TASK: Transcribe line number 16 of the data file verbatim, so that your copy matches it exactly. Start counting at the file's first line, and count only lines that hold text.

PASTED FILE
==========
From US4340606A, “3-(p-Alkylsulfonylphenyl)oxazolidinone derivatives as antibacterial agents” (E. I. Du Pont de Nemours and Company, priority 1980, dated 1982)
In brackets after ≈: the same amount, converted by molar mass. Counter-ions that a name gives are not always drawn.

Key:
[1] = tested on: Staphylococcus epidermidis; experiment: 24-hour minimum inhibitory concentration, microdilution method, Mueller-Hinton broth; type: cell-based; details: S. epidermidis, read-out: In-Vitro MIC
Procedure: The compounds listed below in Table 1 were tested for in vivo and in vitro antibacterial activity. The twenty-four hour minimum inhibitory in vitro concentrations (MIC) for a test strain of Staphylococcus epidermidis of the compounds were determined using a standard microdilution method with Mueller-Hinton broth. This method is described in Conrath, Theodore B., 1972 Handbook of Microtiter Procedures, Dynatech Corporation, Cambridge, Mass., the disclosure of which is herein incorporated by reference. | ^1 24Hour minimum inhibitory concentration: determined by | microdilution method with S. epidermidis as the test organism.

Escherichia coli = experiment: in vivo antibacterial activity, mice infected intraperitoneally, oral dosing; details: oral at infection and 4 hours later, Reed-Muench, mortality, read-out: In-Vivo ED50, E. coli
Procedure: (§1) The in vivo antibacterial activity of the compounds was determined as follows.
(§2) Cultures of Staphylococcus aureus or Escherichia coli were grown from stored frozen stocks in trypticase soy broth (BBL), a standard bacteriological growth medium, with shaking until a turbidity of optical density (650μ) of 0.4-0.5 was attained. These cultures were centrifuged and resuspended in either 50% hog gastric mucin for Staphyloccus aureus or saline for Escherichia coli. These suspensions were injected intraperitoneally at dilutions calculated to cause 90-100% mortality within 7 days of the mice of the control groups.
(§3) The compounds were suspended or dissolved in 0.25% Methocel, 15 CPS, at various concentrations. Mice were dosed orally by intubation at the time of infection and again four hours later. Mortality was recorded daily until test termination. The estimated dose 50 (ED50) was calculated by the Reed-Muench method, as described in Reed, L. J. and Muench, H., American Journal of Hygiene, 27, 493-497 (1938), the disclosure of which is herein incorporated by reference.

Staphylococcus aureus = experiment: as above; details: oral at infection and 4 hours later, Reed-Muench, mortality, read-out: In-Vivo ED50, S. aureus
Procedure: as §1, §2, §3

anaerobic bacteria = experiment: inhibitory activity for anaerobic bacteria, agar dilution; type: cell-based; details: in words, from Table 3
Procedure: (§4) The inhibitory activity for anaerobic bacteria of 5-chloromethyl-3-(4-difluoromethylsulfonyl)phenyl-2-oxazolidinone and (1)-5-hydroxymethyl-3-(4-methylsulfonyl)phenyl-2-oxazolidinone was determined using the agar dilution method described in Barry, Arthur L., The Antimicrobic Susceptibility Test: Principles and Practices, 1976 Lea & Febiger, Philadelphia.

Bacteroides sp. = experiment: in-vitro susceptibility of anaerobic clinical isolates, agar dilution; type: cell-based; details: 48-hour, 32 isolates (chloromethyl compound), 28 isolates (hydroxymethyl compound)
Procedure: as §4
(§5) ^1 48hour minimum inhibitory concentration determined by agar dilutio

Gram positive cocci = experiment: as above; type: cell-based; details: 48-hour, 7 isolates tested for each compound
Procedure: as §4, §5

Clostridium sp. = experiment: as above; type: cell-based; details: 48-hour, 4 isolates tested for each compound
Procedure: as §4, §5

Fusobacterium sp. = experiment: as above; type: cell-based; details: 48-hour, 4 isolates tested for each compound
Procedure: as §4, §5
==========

(§5) ^1 48hour minimum inhibitory concentration determined by agar dilutio